Postpartum: Cramps (afterpains)

Postpartum: Cramps (afterpains)

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Why am I having painful cramps after delivery?

The cramps known as afterbirth pains, or simply afterpains, are caused by contractions of your uterus as it returns to its prepregnancy size after you have your baby. (This process is called "involution.")

Afterpains are typically mild for first-time moms (if you feel them at all) and don't last long. But they can be quite uncomfortable after a second delivery and usually get worse with each successive delivery. That's because first-time mothers tend to have better uterine muscle tone, which means the uterus can contract and stay contracted, rather than relaxing and contracting intermittently.

Cramping will be most intense for the first day or two after giving birth, but it should taper off around the third day. (Though it can take six weeks or longer for your uterus to return to normal size.)

Breastfeeding can bring on afterpains or make them more intense because your baby's sucking triggers the release of the hormone oxytocin, which in turn causes contractions. (This is actually a good thing: The cramps brought on by breastfeeding help your uterus shrink to normal size more quickly, reducing your risk of postpartum anemia from blood loss.)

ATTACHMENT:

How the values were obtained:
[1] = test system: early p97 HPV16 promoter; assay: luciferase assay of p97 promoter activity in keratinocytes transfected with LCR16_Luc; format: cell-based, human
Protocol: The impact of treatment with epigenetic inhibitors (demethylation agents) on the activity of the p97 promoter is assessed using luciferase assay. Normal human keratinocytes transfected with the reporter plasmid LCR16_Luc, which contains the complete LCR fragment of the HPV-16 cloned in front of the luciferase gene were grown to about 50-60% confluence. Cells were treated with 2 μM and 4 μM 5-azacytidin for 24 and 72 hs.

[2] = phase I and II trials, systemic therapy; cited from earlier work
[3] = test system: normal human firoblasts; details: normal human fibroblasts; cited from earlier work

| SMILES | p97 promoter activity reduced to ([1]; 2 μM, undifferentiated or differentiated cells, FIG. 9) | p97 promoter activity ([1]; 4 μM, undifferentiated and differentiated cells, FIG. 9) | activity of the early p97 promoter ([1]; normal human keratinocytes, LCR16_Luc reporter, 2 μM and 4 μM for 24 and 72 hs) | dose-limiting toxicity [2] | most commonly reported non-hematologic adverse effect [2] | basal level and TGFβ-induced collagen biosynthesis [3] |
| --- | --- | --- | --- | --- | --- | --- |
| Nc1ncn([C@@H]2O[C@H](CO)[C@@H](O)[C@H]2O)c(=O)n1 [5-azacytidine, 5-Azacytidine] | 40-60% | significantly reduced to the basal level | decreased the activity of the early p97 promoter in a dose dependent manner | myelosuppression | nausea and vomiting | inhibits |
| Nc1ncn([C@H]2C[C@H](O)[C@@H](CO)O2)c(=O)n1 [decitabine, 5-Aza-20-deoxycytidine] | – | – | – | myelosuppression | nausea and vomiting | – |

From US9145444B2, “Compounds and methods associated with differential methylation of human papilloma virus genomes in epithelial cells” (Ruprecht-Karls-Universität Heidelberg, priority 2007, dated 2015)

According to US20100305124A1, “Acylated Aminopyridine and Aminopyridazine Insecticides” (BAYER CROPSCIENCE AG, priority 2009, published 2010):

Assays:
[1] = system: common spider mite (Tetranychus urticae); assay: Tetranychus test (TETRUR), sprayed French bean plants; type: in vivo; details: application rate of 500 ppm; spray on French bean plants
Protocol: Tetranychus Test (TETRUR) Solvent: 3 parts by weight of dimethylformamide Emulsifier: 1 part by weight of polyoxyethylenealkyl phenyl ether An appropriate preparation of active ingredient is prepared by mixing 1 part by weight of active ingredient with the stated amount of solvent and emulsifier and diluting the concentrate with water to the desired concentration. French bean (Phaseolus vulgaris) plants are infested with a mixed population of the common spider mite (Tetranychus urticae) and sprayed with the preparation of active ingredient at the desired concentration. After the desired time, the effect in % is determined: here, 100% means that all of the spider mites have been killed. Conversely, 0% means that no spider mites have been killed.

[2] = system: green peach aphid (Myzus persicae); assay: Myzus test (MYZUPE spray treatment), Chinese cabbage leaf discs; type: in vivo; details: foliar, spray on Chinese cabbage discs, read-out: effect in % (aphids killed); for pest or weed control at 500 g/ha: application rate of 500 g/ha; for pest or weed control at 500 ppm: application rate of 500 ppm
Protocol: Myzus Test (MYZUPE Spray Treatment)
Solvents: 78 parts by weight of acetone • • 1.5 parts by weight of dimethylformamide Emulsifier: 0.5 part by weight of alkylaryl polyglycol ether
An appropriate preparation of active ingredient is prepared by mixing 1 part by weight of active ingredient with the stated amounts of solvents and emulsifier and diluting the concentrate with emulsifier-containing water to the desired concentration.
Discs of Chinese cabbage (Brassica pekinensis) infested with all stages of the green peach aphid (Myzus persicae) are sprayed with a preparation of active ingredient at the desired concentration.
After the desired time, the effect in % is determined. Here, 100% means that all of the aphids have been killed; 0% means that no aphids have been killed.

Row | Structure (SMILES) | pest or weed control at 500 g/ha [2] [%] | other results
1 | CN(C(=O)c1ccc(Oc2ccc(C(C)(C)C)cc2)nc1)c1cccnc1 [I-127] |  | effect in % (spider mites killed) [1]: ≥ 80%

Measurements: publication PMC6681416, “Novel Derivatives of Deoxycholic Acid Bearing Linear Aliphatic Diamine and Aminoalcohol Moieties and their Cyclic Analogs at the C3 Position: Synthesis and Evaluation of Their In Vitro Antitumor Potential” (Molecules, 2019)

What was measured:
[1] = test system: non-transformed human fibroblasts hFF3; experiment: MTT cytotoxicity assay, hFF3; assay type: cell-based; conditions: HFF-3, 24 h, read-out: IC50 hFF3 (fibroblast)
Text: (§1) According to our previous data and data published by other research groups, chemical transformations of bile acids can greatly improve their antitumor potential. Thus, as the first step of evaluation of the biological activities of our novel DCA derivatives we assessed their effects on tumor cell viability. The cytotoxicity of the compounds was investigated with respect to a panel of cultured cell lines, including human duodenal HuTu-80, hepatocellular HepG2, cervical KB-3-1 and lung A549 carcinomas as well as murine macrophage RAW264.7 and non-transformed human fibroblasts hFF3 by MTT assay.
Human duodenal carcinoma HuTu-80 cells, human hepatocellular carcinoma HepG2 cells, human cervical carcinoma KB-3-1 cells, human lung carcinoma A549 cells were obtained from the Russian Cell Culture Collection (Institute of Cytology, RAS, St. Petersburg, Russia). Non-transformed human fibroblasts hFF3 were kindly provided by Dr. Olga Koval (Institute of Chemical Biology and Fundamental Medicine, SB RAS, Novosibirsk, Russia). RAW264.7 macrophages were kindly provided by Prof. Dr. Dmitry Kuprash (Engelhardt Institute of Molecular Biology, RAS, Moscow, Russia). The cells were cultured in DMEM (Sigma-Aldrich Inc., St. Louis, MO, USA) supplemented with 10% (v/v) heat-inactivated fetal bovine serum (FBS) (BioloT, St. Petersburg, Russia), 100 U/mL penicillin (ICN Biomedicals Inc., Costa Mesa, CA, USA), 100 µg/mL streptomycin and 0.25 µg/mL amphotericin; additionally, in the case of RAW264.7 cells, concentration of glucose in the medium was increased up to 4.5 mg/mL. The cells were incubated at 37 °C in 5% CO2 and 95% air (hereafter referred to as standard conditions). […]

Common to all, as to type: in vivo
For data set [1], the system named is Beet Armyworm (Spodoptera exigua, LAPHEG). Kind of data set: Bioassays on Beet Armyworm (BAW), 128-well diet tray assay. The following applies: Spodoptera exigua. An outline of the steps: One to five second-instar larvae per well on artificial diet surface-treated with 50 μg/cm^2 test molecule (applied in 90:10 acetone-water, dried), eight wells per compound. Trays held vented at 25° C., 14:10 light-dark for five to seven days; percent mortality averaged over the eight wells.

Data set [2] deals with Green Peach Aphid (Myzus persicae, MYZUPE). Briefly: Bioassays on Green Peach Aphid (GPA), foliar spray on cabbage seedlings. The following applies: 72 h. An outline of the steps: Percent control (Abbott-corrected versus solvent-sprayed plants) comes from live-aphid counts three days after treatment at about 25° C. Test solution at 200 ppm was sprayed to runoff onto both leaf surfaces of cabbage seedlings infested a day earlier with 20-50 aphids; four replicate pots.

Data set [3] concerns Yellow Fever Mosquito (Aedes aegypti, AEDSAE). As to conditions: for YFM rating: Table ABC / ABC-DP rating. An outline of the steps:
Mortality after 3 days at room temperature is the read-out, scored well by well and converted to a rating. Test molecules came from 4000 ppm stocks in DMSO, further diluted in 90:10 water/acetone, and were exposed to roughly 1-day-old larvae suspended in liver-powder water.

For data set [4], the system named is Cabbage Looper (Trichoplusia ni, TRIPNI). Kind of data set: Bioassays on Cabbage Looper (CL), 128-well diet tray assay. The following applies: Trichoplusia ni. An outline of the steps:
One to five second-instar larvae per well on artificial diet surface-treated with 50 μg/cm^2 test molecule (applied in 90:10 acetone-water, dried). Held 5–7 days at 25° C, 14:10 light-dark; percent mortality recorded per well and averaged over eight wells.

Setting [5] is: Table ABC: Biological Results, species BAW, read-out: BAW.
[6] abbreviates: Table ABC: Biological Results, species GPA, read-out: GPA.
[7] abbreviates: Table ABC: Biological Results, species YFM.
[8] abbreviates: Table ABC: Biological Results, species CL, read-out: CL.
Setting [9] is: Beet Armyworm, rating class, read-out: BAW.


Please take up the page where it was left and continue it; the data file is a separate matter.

How can I relieve afterpains?

Here are a few tips to minimize your discomfort:

  • Try to pee often, even if you don't feel the urge to go. A full bladder displaces the uterus so it can't contract completely.
  • Lie facedown with a pillow under your lower belly.
  • Lie facedown with a warm heating pad under your lower belly.
  • Gently massage your lower belly.
  • Take ibuprofen. Let your provider know if it doesn't give you relief – she may recommend (or prescribe) another medication.

Call your provider if the cramping hasn't started to ease up after a few days, or if the pain becomes unbearable. These could be signs of infection or another problem that requires medical attention.

Watch the video: Postpartum Care: Changes in Your Body After Delivery (June 2022).


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